The application of R.C. 2744.02(A)(1), R.C. 2744.03(A)(6), and other provisions in R.C. Chapter 2744 depends upon whether a volunteer enlisted to perform governmental functions on behalf of a county or a township is an “employee” as that term is used in R.C. Chapter 2744. R.C. 2744.01(B) defines “‘[e]mployee’” to mean “an officer, agent, employee, or servant, whether or not compensated or full-time or part-time, who is authorized to act and is acting within the scope of the officer’s, agent’s, employee’s, or servant’s employment for a political subdivision.” (Emphasis added.) Black’s Law Dictionary 64 (7th ed. 1999) defines “agent” to mean “[o]ne who is authorized to act for … another.” A person authorized by a board of county commissioners or a board of township trustees to perform work related to the demolition of vacant or abandoned buildings and the remediation of other nuisance properties on behalf of the county or township is one who is authorized to act for another. Such a person is therefore an “agent” as that term is used in R.C. 2744.01(B). R.C. 2744.01(B) expressly includes within the definition of “employee” an agent of a political subdivision authorized to act for the political subdivision “whether or not compensated.” Therefore, a person need not be compensated to be an “employee” under the statute.

An agent of a political subdivision, whether or not compensated, is an “employee” under R.C. 2744.01(B) if the agent “is authorized to act and is acting within the scope of the … agent’s … employment for” the political subdivision. Whether a person is authorized to act by a political subdivision and is acting within the scope of the person’s employment is a factual inquiry that cannot be resolved by a formal opinion of the Attorney General. 1995 Op. Att’y Gen. No. 95-039, at 2-223 (“the Attorney General is not authorized to decide questions of fact by means of a formal opinion”). However, we are able to conclude that a person authorized by a board of county commissioners or a board of township trustees to perform work related to the demolition of vacant or abandoned buildings and the remediation of other nuisance properties is an “employee” under R.C. 2744.01(B) so long as that person is acting within the scope of the person’s employment for the county or township. See Lanham v. Franklin Twp., Clermont App. Nos. CA2002-07-052, CA2002-08-068, 2003 WL 2012606, at ¶¶20-22 (determining that a person performing services for a township cemetery without compensation was an “employee” as defined in R.C. 2744.01(B) because he “acted with the assent of the” board of township trustees); Kittner v. Roberts, No. CV01-07-1530, 2002 WL 34113522, (C.P. Butler County May 23, 2002) (“[a] volunteer is considered an ‘employee’ for the purposes of [R.C. Chapter 2744]”). A person may be an “employee” under R.C. 2744.01(B) even if the person is not compensated for his work.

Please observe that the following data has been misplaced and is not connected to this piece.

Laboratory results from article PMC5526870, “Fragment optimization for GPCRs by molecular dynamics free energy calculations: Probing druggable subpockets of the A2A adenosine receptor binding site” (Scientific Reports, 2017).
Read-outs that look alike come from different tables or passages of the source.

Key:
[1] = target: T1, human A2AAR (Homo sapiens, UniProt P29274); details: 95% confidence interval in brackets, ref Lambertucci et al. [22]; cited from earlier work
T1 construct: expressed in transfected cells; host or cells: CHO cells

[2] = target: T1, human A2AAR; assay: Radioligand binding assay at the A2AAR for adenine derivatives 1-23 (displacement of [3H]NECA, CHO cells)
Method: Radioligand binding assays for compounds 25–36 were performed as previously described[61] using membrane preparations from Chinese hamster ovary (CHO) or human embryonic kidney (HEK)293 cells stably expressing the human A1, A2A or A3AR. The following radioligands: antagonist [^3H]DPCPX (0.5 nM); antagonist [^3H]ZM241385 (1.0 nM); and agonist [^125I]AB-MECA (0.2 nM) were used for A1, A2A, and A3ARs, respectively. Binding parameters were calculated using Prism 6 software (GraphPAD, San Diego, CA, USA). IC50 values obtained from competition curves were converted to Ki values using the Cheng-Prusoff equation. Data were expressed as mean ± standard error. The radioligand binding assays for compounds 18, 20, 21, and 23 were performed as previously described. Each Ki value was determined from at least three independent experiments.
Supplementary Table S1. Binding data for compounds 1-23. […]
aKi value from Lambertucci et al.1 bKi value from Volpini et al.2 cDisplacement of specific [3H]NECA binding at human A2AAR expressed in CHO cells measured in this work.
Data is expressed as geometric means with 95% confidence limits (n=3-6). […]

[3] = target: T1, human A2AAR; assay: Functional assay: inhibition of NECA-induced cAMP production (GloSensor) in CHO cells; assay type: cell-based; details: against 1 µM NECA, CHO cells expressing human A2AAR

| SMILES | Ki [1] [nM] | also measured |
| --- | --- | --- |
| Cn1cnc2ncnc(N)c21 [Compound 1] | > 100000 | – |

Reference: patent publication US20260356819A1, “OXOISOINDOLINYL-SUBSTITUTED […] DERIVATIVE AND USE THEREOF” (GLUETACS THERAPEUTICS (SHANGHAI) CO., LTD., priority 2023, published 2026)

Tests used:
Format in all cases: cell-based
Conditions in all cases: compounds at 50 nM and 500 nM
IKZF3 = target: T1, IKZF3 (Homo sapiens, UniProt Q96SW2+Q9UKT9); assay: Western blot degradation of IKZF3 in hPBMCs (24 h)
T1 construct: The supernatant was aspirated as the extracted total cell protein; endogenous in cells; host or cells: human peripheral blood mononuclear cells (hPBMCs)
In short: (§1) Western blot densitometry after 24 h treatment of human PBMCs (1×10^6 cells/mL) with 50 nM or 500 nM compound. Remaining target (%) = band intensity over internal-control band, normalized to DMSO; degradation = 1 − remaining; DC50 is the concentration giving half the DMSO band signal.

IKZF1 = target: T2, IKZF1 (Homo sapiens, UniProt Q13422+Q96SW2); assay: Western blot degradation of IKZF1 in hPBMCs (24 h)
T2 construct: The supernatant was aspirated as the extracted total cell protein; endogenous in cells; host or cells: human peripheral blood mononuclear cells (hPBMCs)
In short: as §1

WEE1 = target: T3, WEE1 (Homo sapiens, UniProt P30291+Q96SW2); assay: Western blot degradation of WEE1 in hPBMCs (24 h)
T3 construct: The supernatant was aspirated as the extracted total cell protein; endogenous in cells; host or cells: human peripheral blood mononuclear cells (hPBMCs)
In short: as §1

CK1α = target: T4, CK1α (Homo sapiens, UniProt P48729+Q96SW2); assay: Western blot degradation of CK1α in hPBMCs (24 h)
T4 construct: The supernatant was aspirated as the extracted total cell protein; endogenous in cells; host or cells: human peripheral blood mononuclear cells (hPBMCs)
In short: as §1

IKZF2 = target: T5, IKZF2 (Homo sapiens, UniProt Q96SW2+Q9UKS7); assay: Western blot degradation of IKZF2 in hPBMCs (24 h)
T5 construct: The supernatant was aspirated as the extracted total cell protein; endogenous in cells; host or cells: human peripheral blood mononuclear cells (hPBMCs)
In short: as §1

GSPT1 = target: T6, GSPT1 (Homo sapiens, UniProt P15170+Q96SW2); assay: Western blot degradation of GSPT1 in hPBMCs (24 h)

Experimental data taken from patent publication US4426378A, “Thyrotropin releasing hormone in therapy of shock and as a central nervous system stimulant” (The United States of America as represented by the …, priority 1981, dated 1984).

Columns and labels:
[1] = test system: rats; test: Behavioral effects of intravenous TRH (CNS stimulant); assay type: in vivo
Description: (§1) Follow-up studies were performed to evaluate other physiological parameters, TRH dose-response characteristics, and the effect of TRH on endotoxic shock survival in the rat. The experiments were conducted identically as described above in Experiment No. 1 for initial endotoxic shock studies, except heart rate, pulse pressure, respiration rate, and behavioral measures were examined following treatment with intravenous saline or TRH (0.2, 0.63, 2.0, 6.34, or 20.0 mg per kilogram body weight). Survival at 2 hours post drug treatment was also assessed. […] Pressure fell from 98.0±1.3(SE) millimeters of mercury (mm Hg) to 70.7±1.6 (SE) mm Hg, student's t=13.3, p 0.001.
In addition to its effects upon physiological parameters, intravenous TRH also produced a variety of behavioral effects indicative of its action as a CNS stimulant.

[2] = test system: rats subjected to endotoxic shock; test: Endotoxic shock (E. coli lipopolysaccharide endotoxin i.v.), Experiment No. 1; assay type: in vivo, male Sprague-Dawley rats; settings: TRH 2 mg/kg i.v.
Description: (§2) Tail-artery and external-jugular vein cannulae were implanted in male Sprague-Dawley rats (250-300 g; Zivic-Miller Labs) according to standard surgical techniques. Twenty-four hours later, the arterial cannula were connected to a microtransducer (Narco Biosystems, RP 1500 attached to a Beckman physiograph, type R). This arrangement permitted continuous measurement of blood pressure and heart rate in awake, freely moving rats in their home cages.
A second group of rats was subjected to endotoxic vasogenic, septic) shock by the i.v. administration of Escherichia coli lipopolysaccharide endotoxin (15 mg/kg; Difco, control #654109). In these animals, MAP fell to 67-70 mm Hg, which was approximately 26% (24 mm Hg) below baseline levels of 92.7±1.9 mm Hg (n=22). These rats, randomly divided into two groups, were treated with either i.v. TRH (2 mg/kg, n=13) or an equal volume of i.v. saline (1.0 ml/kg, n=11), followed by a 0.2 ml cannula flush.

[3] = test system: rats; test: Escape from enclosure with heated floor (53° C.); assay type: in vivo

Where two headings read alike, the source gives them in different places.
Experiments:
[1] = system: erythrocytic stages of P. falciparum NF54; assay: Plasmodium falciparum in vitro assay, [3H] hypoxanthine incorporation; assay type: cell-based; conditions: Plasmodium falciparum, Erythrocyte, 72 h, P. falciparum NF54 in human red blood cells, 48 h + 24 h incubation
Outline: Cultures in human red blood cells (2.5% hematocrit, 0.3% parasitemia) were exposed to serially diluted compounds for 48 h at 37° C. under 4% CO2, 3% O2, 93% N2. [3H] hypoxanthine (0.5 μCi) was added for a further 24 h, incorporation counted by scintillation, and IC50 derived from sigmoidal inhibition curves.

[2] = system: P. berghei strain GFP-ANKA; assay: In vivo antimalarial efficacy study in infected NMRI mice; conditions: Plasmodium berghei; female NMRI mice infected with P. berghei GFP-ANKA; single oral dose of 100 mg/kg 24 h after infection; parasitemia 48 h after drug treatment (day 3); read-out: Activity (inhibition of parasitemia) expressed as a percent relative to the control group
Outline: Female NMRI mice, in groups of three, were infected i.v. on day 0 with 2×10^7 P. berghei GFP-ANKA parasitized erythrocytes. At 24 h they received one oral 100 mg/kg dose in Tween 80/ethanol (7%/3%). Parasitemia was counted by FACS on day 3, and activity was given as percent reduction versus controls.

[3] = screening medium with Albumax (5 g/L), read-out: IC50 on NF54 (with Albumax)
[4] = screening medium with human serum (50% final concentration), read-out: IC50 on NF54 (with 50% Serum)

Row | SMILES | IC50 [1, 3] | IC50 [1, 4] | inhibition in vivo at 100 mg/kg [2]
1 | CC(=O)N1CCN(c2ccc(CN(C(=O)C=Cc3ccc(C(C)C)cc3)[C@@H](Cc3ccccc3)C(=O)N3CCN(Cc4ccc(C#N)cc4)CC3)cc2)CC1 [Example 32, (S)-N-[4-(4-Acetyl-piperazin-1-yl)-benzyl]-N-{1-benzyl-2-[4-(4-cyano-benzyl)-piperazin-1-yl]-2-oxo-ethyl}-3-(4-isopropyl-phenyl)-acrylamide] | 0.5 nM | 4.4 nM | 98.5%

The Authority of a Board of County Commissioners or a Board of Township Trustees to Use Inmate Labor

The third question asks whether a board of county commissioners or a board of township trustees may use labor performed by county prison inmates in the course of demolishing vacant or abandoned buildings and remediating other nuisance properties. If so, the question also asks whether the immunity provisions in R.C. Chapter 2744 apply to such laborers in the performance of their work.

Various statutes in the Revised Code authorize a prison inmate to work inside or outside a correctional facility. See, e.g., R.C. 341.27(B) (authorizing a county sheriff and a board of county commissioners to establish “a prisoner work program pursuant to which prisoners … confined in a county correctional facility under control of the county work outside of the facility in a work detail administered by the facility”); R.C. 341.31 (authorizing a board of county commissioners to construct and supervise work camps “for the purpose of the rehabilitation of persons who have been sentenced to imprisonment for a misdemeanor”); R.C. 5145.15 (authorizing the Ohio Department of Rehabilitation and Correction to, among other things, employ “prisoners in the manufacture of articles that are used by” public entities and private persons); R.C. 5145.16 (the Ohio Department of Rehabilitation and Correction shall create work programs for prisoners in the custody of the Department); R.C. 5147.13 (“[p]ersons confined in any workhouse or jail may be employed in the manufacture of articles used by any department or public institution belonging to or controlled by the political subdivisions supporting or contributing to the support of any such workhouse or jail or to any political subdivision of the state”); R.C. 5147.16 (a board of county commissioners may purchase building material for the construction of roads and make necessary arrangements “to work the convicts of the county”); R.C. 5147.19 (“prisoners sentenced to hard labor under [R.C. 5147.18] shall be under the control of the board of county commissioners, which may enact rules for the successful working of those prisoners according to [R.C. 5147.01 to R.C. 5147.20]”); R.C. 5147.28(A) (authorizing courts to “provide by rule for a work-release program to permit any prisoner in a county … jail or workhouse … to be employed with the prisoner’s consent outside of the jail or workhouse”); R.C. 5147.30(B) (authorizing “[a] board of county commissioners” to “approve the establishment of a county jail industry program for its county”). R.C. 341.27 and R.C. 5147.30 are germane to your inquiry, as these statutes authorize the establishment of programs through which a county prison inmate may work outside a county correctional facility.[5]